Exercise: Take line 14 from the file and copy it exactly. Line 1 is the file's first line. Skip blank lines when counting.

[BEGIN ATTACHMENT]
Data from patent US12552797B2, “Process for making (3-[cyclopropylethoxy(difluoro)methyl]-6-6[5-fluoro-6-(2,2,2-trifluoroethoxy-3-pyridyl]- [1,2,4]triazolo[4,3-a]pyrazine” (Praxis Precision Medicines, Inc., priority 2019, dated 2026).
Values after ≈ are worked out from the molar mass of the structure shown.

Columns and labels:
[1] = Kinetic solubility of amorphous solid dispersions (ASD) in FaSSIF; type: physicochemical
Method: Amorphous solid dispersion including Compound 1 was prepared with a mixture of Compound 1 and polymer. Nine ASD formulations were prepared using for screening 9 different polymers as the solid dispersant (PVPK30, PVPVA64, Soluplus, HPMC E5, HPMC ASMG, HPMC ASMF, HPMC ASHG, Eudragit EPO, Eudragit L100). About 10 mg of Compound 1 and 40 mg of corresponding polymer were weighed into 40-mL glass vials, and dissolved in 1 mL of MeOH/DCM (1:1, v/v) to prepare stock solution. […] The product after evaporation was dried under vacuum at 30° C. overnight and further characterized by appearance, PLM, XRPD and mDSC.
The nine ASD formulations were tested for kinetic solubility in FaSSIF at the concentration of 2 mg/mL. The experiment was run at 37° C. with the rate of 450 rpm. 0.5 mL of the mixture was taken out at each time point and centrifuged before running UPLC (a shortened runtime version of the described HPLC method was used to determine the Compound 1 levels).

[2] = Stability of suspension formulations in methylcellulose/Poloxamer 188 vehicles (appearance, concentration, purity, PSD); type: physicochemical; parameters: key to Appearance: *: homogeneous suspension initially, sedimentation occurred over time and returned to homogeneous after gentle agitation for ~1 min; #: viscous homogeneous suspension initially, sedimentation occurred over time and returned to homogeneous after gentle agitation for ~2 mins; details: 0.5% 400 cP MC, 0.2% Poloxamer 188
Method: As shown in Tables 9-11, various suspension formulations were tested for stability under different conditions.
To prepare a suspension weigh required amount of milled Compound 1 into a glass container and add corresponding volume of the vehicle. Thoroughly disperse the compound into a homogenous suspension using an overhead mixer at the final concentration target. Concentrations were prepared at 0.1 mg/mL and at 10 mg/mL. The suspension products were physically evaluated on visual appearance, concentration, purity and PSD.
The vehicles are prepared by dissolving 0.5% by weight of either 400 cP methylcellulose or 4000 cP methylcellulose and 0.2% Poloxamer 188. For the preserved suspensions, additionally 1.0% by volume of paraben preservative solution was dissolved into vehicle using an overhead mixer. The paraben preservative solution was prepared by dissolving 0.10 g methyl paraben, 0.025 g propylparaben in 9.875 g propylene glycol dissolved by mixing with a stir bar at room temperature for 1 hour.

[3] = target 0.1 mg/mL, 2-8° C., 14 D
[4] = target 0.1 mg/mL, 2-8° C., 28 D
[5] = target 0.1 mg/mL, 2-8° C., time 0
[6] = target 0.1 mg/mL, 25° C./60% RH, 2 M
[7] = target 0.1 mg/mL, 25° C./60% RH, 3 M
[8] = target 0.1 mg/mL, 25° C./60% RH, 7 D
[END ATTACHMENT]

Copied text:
[6] = target 0.1 mg/mL, 25° C./60% RH, 2 M